Harry Potter author J.K. Rowling has just released a new book about a female celebrity who is publicly called out for her transphobic views.
No, it’s not an autobiography. It’s The Ink Black Heart, the sixth installment of the Cormoran Strike crime thriller series, written under Rowling’s male pseudonym Robert Galbraith. Though Rowling swears the book isn’t about her, online commenters seriously doubt it, and the book’s reviewers have been unimpressed at best.
In the book, a woman named Edie Ledwell is the co-creator of a popular YouTube cartoon called The Ink Black Heart. Ledwell starts being harassed by her own fans, internet trolls, and an online figure known only as Anomie when her cartoon is criticized as “racist and ableist, as well as transphobic for a bit about a hermaphrodite worm,” according to Rolling Stone magazine.
Ledwell’s home address is then leaked online (something that happened to Rowling), she receives rape and death threats (which also happened to Rowling), and she’s later found stabbed to death in a cemetery (which, thankfully hasn’t happened to Rowling).
“The book takes a clear aim at ‘Social Justice Warriors,'” the magazine states, “and suggests that Ledwell was a victim of a masterfully plotted, politically fueled hate campaign against her.”
Despite the book’s parallels to her own life, Rowling swears it’s not based on her own experiences.
She recently told gay comedian Graham Norton, “I should make it really clear, after some of the things that have happened the last year, that this [book] is not depicting [that]. I had written the book before certain things happened to me online. I said to my husband, ‘I think everyone is going to see this as a response to what happened to me,’ but it genuinely wasn’t. The first draft of the book was finished at the point certain things happened.”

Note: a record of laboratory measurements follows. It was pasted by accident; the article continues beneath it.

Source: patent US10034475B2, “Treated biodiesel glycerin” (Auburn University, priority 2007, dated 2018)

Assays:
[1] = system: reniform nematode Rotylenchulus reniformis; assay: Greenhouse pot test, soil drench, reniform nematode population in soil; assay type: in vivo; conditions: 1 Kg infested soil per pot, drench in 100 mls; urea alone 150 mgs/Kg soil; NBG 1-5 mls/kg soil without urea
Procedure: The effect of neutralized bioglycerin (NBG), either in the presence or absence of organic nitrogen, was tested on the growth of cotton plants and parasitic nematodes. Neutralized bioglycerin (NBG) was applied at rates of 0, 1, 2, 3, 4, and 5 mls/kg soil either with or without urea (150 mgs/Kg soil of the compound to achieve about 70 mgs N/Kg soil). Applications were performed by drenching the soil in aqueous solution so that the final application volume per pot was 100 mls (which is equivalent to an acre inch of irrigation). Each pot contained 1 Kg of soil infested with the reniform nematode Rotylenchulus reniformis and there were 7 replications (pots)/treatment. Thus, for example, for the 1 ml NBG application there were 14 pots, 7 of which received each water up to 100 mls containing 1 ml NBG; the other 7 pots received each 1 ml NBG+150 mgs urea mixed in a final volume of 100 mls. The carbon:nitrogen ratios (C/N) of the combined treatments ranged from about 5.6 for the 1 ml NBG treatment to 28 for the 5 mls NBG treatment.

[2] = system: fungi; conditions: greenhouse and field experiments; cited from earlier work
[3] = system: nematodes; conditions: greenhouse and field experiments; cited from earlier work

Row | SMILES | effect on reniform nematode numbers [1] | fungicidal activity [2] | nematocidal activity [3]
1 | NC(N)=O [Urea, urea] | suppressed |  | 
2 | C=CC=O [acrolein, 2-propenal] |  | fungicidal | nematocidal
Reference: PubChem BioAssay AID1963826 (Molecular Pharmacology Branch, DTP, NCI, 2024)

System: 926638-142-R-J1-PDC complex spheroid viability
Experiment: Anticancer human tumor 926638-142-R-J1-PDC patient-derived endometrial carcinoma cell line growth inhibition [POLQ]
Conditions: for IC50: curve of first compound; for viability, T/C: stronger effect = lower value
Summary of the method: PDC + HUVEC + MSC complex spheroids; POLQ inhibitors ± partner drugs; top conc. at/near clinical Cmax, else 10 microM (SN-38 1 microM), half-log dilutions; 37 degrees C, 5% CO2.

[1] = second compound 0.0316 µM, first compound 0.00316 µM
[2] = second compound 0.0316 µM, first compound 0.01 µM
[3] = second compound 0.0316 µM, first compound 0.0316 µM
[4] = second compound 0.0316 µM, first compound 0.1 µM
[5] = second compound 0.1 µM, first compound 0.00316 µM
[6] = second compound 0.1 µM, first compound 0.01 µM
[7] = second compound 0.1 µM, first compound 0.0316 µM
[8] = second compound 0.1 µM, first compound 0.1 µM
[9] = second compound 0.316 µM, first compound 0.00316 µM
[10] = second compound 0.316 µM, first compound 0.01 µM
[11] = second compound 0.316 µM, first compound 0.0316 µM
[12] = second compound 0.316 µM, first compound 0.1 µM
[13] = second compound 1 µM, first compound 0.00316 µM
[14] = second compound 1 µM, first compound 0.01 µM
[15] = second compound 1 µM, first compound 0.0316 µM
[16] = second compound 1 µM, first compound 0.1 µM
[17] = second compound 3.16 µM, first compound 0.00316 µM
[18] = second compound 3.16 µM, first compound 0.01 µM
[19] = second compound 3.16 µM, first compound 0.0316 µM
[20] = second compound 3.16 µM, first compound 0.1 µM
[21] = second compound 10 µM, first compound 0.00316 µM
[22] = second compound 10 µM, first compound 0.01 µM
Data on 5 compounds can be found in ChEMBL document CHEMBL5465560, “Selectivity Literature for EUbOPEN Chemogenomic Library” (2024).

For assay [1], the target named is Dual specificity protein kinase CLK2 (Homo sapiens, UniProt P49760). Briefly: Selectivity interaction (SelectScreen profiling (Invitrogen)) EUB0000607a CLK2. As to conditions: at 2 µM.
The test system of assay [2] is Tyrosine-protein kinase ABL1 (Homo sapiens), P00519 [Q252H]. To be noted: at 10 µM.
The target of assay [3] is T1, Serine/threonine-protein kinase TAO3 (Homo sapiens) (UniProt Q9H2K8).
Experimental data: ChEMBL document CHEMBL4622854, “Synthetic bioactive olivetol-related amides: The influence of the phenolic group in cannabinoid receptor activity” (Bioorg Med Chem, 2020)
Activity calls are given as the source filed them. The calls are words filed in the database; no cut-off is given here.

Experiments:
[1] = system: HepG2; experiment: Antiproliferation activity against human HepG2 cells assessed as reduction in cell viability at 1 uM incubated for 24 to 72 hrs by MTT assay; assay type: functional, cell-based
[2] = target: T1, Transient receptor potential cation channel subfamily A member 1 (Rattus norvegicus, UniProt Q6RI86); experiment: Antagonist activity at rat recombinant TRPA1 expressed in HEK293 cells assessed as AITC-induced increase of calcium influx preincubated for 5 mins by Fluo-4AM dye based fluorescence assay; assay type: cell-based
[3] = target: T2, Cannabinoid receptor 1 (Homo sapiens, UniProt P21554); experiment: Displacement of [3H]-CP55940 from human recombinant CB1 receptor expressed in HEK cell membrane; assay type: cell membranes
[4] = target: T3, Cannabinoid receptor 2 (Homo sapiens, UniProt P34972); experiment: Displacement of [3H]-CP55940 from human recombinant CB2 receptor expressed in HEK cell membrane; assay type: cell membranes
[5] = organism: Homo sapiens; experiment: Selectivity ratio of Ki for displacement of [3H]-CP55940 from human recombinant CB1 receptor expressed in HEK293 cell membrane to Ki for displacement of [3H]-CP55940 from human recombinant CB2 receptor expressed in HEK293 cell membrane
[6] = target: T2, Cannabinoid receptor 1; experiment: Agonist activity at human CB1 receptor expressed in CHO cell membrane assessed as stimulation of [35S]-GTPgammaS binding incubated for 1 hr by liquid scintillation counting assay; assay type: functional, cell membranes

However, online commenters aren’t buying her claim. Others pointed out that her male pen name is seemingly taken from Robert Galbraith Heath, a real-life American psychiatrist who claimed to turn a gay man straight by implanting electrodes in his brain and causing seizures. His work is widely seen as unethical, and he’s rarely cited in psychological research.
Rowling has said the pen name is a combination of Robert F. Kennedy, a politician she admired, and “Ella Galbraith,” a pseudonym she used in her youth.
Tell me you can't handle criticism without saying you can't handle criticism.
She really wants to be a victim, doesn't she?
— Sasquatch Incognito #FireDavidZaslav 🏳️🌈🔞 (@NerdySasquatch) August 29, 2022
Don’t forget that she’s STILL writing under the father of conversion therapy pseudonym with all this shit too.
One: it ain’t like most people don’t know it’s her now.
Two: YOU DONT ACCIDENTALLY MAKE THAT NAME YOUR PSEUDONYM.
— No Gods. OnlyChaos (@2amBeef) August 29, 2022
The Telegraph gave her book three out of five stars, the review equivalent grade of a D on a report card. The Times’ review stated, “No crime thriller should be 1,012 pages long,” noting the book’s 107 chapters.
In 2019, Rowling came out as a transphobe by tweeting her support for an anti-transgender activist. Since then, she hasn’t stopped attacking transgender people. She regularly spreads fearmongering misinformation about how trans women would potentially commit assaults if allowed in women’s restrooms, has written long essays denigrating trans women, repeats baseless conspiracy theories about kids being coerced into transitioning, and promotes transphobic merchandise vendors on social media.
Her comments have led several stars of the Harry Potter film franchise to distance themselves from the author and her views.